(Mum made sure that we met up with my Australian friend Carol Exton a few years later at the Puckapunyal Army Base near Melbourne in her own country. There is a Facebook page now for BCOF Japan Kids, those descendants who went  to or were born in Hiroshima between 1947 and 1953.  It is a closed group but they let me in.  We were sad,  comparing notes, to find that many in the group, living near Hiroshima so soon after the nuclear bomb, had had multiple health issues there and after they came home that didn't make sense until they started reading about ionizing radiation-related illnesses.) 
     Tim, the firstborn, was with us in Japan for only one year.  He was popular among the children my age living on the base as a magician at my and their birthday parties.  He wrote what may be the only poem to come out of the Allied occupation of Japan:

     It cheers one to know that there are a lot of Japanese in their 30s now
     who have as one of their earliest and most cherished memories
     the first foreign devil they ever saw
     & he did a magic show, man, like you would not believe,
     doves, rabbits, we wanted to eat them,
     he had a chopping machine & he chopped a potato in half with it
     & told Yamaguchi-san to stick his arm in
     Was this how the Occupation was going to be, we wondered
     We figured it would be interesting, but
     what did it portend? 
     Was it good? Was it bad?
     We just couldn't make up our minds.
    Just like 7-year olds back in the States, in my free time I cooked real cupcakes in my one-candle-power oven and had tea parties for my dolls and Teddy bear.  (In my case mine it was a koala, which I know is not a bear.)  Cynthia was plastic with articulated arms, Judy was a chubby baby and Boh-chan was a dark doll with a perpetual pucker of distress.  He wore two layers of cloth kimono and I assumed he was Japanese.  I didn't look at him appraisingly until I was grown.  He wasn't Asian, he was African-American, not that it mattered to me.  I also taped pictures of American movie stars--Ava Gardner, Joan Crawford, Susan Hayward, Barbara Stanwyck--to my closet mirror.
     Every Saturday all the kids attended the matinee at the one theater on the base, even though there were only enough of us to fill the first few rows.  I think there was only one movie shown all week.  I may be wrong about that. I noticed the other kids didn't put the seats down. They sat perched on their edges. So I did, too.
     We had just arrived in Nijimura and I didn't know anyone yet.  It was Saturday and either my parents had walked me down to the theater or I had gone alone.  I was waiting in the front or second row, surrounded by running, climbing, swirling, laughing Army kids, for the matinee to start.  A girl my age emerged from behind the curtain, walked down the stairs from the stage and came straight to me.  She motioned for me to come with her and I followed eagerly, grateful for the gesture of friendship  Without a word she led me up the stairs, behind the curtain, and turned me over to a wizened old Japanese man who reeked of cheap cigarettes.  After she disappeared he French-kissed me and let me stagger back to my seat dazed and nauseated.  I have thought since that perhaps this man was getting his own private revenge against the foreigners who humiliated his Emperor--by humiliating their daughters.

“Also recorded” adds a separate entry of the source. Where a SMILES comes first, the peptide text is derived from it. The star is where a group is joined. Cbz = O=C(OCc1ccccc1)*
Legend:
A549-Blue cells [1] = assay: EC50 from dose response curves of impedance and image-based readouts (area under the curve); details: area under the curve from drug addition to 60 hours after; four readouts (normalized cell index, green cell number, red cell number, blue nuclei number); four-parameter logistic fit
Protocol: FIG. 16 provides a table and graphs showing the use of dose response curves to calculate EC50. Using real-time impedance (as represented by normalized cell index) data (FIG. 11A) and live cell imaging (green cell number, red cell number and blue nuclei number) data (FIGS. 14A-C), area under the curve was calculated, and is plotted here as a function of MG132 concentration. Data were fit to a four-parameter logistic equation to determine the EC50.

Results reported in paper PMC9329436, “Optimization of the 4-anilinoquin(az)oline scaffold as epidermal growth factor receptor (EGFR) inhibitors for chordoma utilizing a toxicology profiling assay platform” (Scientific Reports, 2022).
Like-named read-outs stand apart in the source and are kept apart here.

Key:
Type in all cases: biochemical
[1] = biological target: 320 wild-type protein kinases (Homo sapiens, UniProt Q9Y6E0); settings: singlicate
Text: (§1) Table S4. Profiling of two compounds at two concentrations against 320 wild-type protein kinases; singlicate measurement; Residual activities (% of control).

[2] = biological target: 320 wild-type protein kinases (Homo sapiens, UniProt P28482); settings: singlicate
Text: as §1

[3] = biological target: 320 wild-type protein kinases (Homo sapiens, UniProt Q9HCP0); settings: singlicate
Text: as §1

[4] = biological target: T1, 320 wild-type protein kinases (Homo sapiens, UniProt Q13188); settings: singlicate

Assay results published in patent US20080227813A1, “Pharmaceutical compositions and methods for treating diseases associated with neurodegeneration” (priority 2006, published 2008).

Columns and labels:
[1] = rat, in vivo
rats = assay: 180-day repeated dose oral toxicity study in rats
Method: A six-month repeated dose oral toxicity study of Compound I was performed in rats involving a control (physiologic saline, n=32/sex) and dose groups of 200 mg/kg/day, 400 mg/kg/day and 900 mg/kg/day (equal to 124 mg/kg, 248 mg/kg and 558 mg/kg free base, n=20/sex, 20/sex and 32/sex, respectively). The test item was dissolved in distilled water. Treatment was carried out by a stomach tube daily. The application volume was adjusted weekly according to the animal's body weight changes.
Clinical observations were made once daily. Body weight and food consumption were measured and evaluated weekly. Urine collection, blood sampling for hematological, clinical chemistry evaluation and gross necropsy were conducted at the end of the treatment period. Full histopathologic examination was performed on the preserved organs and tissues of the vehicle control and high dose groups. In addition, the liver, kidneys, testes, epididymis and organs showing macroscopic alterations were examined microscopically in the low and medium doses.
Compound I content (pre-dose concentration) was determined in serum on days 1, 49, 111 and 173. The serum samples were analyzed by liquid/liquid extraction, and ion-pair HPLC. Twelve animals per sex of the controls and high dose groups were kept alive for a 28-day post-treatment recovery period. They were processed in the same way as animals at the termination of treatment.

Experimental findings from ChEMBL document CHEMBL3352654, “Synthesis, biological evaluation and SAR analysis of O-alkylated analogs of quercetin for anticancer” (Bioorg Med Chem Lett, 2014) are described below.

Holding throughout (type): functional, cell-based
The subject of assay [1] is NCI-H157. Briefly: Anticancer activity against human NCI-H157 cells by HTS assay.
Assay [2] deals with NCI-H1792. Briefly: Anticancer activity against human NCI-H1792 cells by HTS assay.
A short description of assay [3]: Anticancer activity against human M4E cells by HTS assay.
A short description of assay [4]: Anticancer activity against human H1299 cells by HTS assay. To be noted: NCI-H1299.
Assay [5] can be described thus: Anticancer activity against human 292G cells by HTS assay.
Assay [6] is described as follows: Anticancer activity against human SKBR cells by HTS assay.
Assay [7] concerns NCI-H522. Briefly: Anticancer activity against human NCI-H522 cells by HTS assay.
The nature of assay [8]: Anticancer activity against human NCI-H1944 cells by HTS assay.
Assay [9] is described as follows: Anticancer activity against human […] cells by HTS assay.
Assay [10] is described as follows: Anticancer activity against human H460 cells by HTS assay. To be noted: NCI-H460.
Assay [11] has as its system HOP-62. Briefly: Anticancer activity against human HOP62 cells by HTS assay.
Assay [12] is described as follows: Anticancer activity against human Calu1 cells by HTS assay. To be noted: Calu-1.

Of course I didn't tell anyone; no one did in those days.

     Other than on this occasion, the base effectively insulated us from Japan and the Japanese people, except for those who cooked our meals and mowed our lawn.  I rode home for lunch every day, eating bean-with bacon soup and bread-and-butter--my choice--alone at the dining room table, served by our Japanese "housegirl" Dote-san.
     It was fun living in Nijimura because we had a maid.  Mum didn't have to cook or clean and I didn't have to wash dishes or pick up my clothes.
     Miss Dote (Dohtay) couldn't read English so the first night she worked for us, she opened all the cans to see what to serve for dinner. Then for some reason she peeled off and threw away the labels, so we had to do a lot of guessing ourselves for weeks and ended d up eating some interesting combinations.  We'd go by size, stewed tomatoes and peaches came in big cans, vegetables and soup in smaller ones.  We heard that one housegirl in a home with small children was horrified to see small jars of food on kitchen shelves with pictures of babies on them!  And there was much discussion among the kitchen staff of all the Nijimura families when, for an American-sponsored picnic, they found out we were eating hot dogs.  (Maybe Dote-san thought Cappy was to be the piece de resistance.)
     Once Dote-san forgot to cover the pitcher of maple syrup and when I poured sit over my pancakes, a two-inch-long shiny black cockroach washed out along with the dark, thick liquid.  He lay atop them in departed dignity, thin contracted legs in the air.  Little brown roaches, of no consequence by comparison, never bothered me after that but it took me a long time to like pancakes again.

Ted and me, with Cynthia